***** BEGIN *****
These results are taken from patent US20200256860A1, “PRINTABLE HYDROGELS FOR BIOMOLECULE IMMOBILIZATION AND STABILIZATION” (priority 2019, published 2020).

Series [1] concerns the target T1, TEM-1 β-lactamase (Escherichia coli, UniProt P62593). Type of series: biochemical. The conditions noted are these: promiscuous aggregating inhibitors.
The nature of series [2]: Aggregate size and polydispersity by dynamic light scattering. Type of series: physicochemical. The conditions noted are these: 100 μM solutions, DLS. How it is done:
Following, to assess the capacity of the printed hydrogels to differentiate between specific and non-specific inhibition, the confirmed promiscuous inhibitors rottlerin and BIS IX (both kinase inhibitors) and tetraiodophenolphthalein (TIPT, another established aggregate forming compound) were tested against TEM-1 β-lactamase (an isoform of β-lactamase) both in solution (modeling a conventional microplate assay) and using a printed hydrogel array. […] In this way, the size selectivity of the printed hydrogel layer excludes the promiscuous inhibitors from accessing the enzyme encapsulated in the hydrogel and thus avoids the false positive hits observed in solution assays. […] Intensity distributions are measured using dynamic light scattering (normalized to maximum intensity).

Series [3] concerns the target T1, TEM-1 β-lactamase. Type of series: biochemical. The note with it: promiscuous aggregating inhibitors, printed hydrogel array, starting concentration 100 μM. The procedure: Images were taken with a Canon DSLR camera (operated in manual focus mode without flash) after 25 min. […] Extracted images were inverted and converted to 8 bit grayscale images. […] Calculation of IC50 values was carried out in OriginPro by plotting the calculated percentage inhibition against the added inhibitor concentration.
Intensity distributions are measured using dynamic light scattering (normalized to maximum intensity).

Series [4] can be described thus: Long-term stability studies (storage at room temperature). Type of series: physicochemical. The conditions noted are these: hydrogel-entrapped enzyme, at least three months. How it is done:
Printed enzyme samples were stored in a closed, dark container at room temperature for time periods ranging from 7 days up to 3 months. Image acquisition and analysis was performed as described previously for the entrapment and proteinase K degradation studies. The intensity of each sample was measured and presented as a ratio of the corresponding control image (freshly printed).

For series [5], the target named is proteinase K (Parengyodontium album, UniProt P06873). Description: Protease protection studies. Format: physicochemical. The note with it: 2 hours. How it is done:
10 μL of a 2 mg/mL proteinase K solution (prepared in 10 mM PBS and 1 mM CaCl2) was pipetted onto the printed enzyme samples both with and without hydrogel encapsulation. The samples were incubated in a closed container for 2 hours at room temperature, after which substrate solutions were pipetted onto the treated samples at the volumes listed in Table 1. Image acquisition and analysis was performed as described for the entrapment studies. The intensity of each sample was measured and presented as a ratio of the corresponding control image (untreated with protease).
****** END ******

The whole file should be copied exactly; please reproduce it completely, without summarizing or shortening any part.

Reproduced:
These results are taken from patent US20200256860A1, “PRINTABLE HYDROGELS FOR BIOMOLECULE IMMOBILIZATION AND STABILIZATION” (priority 2019, published 2020).

Series [1] concerns the target T1, TEM-1 β-lactamase (Escherichia coli, UniProt P62593). Type of series: biochemical. The conditions noted are these: promiscuous aggregating inhibitors.
The nature of series [2]: Aggregate size and polydispersity by dynamic light scattering. Type of series: physicochemical. The conditions noted are these: 100 μM solutions, DLS. How it is done:
Following, to assess the capacity of the printed hydrogels to differentiate between specific and non-specific inhibition, the confirmed promiscuous inhibitors rottlerin and BIS IX (both kinase inhibitors) and tetraiodophenolphthalein (TIPT, another established aggregate forming compound) were tested against TEM-1 β-lactamase (an isoform of β-lactamase) both in solution (modeling a conventional microplate assay) and using a printed hydrogel array. […] In this way, the size selectivity of the printed hydrogel layer excludes the promiscuous inhibitors from accessing the enzyme encapsulated in the hydrogel and thus avoids the false positive hits observed in solution assays. […] Intensity distributions are measured using dynamic light scattering (normalized to maximum intensity).

Series [3] concerns the target T1, TEM-1 β-lactamase. Type of series: biochemical. The note with it: promiscuous aggregating inhibitors, printed hydrogel array, starting concentration 100 μM. The procedure: Images were taken with a Canon DSLR camera (operated in manual focus mode without flash) after 25 min. […] Extracted images were inverted and converted to 8 bit grayscale images. […] Calculation of IC50 values was carried out in OriginPro by plotting the calculated percentage inhibition against the added inhibitor concentration.
Intensity distributions are measured using dynamic light scattering (normalized to maximum intensity).

Series [4] can be described thus: Long-term stability studies (storage at room temperature). Type of series: physicochemical. The conditions noted are these: hydrogel-entrapped enzyme, at least three months. How it is done:
Printed enzyme samples were stored in a closed, dark container at room temperature for time periods ranging from 7 days up to 3 months. Image acquisition and analysis was performed as described previously for the entrapment and proteinase K degradation studies. The intensity of each sample was measured and presented as a ratio of the corresponding control image (freshly printed).

For series [5], the target named is proteinase K (Parengyodontium album, UniProt P06873). Description: Protease protection studies. Format: physicochemical. The note with it: 2 hours. How it is done:
10 μL of a 2 mg/mL proteinase K solution (prepared in 10 mM PBS and 1 mM CaCl2) was pipetted onto the printed enzyme samples both with and without hydrogel encapsulation. The samples were incubated in a closed container for 2 hours at room temperature, after which substrate solutions were pipetted onto the treated samples at the volumes listed in Table 1. Image acquisition and analysis was performed as described for the entrapment studies. The intensity of each sample was measured and presented as a ratio of the corresponding control image (untreated with protease).